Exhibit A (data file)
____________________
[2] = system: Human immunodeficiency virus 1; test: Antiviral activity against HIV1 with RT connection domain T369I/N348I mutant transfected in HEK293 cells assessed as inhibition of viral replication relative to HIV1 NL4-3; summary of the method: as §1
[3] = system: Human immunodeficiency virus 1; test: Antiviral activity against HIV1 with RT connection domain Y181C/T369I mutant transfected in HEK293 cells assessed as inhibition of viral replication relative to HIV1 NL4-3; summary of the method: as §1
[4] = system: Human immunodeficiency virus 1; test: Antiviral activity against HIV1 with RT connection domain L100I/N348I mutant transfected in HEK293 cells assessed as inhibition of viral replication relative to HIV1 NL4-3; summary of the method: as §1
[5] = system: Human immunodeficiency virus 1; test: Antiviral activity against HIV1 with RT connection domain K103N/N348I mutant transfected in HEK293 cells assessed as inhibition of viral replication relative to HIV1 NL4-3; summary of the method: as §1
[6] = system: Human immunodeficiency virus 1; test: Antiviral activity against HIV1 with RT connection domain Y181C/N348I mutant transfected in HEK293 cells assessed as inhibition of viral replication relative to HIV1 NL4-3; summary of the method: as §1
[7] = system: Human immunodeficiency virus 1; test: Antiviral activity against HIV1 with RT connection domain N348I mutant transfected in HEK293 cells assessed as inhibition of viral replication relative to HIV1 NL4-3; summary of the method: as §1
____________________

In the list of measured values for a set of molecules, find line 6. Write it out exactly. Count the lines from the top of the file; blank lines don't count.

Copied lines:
[7] = system: Human immunodeficiency virus 1; test: Antiviral activity against HIV1 with RT connection domain N348I mutant transfected in HEK293 cells assessed as inhibition of viral replication relative to HIV1 NL4-3; summary of the method: as §1